Photograph: Moon So Young

First up, showing January 21-23 is Toshiki Okada’s latest play God Bless Baseball. A collaboration between Japanese and South Korean actors, the play follows two girls as they attempt to comprehend their countries’ favorite pastime with the help of a man who understands the game but despises it, and another who thinks he’s Japanese baseball star Ichiro Suzuki. However, despite the men’s best efforts, the girls continually frustrate their explanations, slowly teasing out just how deeply rooted the game is in the everyday life of Japanese and South Korean people.

Though most contemporary Japanese theater rarely makes it outside of the country (as far as I know, though I’d be happy to be wrong on that one), since 2009 Okada’s work has received regular productions here in the US. His oeuvre is said to represent Japan’s “lost generation,” the group most affected by the Japanese recession of the 1990s and this is perhaps part of why he has found an audience here, in the wake of our own Great Recession. Characterized by the idiosyncratic vernacular of Japanese twentysomethings, his vérité writing style is in some ways akin to that of renowned American playwright Annie Baker, but his use of disjointed and abstract choreography based on exaggerations of everyday gestures imbues his works with a quirk all his own. On top of the Philadelphia premiere of God Bless Baseball, FringeArts will also be hosting a reading of Okada’s The Sonic Life of a Giant Tortoise directed by Pig Iron Theater Company artistic director Dan Rothenberg on January 18.

Escuela, La Dirección y dramaturgia está a cargo de Miguel Calderón, se presentará en la sala N° 2 del teatro de la Universidad Católica a las 22 horas, en el marco del Festival Internacional Santiago a Mil. En Santiago; 20/01/2013 FOTÓGRAFO: * VALENTINO SALDIVAR*

Photograph:  Valentino Saldivar

Next up, showing January 28-30 is Chilean playwright/director Guillermo Calderón’s latest play Escuela. Set in Chile in the late 1980s, amid the tumultuous transition between the brutal dictatorship of Augusto Pinochet and the dubiously regarded democracy that followed, a group of left-wing university students receive secret paramilitary training in the living room of a fellow dissident. Hiding their identities with hoods to ensure none of them can betray their revolutionary comrades, these intellectuals awkwardly learn skills essential to guerilla warfare, such as proper crawling and rifle cleaning methods, in the hopes of overturning a corrupt regime, all while grappling with the chilling realities of staging a violent insurgency.Calderón has made a name for himself with plays grounded in times of violent turmoil and political upheaval, using dangerous and unstable settings as a jumping off point for larger universal themes, and Escuela sits well within this established style while taking it somewhere new. Instead of the surrounding violence haunting the onstage proceedings, as it did in Calderón’s first play Neva, it is brought to the forefront in Escuela as we watch its characters preparing to engage with it. In an interview with FringeArts, regarding the political implications of his new work Calderón asserted, “Politics is a combination of emotions and rationality, and that is what Escuela tries to convey and push to its limit.”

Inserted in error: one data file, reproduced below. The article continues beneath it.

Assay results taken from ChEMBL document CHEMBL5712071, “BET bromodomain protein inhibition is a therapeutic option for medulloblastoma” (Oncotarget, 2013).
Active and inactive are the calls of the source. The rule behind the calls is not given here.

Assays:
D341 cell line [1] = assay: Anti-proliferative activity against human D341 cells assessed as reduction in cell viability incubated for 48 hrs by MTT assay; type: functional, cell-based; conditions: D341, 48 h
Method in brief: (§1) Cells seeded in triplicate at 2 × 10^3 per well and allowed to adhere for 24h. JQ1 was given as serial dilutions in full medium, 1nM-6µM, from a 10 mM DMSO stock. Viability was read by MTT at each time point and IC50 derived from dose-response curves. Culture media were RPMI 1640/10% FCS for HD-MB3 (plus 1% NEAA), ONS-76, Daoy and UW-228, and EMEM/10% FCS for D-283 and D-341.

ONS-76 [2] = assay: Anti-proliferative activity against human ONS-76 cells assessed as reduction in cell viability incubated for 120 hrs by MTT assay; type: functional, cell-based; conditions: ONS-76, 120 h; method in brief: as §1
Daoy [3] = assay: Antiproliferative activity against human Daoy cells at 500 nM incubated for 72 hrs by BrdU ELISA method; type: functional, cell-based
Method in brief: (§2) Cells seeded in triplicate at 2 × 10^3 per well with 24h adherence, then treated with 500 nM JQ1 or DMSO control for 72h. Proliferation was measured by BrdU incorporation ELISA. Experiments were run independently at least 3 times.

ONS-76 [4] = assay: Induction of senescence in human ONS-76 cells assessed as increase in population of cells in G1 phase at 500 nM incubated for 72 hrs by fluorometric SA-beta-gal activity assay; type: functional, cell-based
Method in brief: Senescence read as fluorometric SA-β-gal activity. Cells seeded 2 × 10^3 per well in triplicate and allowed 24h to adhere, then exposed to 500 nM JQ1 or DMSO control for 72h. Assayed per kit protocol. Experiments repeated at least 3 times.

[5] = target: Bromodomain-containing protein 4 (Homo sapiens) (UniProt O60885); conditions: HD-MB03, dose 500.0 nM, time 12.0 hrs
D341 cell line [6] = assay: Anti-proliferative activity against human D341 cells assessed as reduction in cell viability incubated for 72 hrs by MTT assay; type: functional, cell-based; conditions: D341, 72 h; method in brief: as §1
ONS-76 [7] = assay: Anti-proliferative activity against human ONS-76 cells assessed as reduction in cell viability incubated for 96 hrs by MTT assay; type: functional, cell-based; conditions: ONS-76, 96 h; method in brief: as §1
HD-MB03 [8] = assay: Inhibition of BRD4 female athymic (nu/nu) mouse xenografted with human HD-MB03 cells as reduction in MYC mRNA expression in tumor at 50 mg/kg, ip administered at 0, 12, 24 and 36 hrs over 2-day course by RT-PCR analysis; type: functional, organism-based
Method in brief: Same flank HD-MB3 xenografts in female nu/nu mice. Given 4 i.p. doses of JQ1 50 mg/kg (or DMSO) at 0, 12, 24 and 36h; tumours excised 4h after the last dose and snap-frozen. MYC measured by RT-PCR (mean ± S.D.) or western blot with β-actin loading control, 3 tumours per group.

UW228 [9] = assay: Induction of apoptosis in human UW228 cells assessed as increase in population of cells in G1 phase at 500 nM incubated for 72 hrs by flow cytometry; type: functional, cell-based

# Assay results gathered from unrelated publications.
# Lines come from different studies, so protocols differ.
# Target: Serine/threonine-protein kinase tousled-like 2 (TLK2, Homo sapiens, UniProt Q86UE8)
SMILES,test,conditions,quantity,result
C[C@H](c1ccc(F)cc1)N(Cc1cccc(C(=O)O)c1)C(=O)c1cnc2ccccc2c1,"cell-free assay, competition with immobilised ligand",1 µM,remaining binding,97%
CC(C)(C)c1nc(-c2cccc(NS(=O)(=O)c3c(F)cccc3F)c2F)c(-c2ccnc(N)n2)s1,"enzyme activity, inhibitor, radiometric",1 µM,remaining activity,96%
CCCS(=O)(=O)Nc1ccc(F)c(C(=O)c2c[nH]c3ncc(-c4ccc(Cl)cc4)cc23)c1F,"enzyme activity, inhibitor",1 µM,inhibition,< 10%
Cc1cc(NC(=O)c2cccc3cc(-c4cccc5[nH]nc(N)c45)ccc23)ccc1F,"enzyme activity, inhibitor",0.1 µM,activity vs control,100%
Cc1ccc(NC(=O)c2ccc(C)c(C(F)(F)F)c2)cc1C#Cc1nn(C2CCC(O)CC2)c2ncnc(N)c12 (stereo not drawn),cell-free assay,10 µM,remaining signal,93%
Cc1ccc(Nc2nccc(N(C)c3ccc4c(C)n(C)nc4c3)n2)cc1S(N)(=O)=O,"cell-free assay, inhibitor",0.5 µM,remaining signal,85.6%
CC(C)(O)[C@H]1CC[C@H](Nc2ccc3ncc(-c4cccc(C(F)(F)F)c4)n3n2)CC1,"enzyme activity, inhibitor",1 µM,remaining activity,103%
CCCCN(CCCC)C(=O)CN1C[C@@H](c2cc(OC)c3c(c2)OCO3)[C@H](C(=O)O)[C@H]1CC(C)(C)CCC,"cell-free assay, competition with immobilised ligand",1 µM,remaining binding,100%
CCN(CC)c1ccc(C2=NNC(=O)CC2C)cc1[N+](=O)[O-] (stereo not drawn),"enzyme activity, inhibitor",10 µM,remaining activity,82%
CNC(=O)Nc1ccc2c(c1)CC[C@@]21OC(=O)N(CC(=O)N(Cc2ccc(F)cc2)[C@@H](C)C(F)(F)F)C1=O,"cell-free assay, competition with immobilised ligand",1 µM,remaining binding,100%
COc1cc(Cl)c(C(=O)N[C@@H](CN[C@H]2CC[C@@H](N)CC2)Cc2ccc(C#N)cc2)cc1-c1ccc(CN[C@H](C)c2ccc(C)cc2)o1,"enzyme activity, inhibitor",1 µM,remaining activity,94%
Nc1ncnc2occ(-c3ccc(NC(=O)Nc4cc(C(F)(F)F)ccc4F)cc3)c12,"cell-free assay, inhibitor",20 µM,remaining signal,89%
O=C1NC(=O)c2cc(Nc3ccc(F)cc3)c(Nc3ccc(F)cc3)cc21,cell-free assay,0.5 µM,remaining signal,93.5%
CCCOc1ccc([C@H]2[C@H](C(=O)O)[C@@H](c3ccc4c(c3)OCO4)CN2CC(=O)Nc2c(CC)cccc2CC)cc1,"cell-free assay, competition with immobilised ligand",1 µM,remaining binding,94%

Kicking off February is a multimedia performance from composer Daniel Wohl, who previously graced the FringeArts stage last year with a multi media performance of his album Corps Exquis. This time around the Paris-born composer will be presenting his latest full-length album, Holographic, accompanied by an excellent line up of musicians and video art projections from LA-based artist Daniel Schwarz.

Wohl has garnered acclaim for works in which the acoustic and electronic blend into each other: a resonating snare drum becomes a low unnerving drone, percussion and electronic noise crash into a joyous cacophony, and synthetic pulsations elevate the steady bowing of strings to a higher plane. The result is immersive, slyly disorienting music that seeks to close the gap between the chamber groups of concert halls and academia , and electronic experimentalists pushing sonic boundaries in basements and warehouses. This is a one night only event, so mark your calendar for February 5.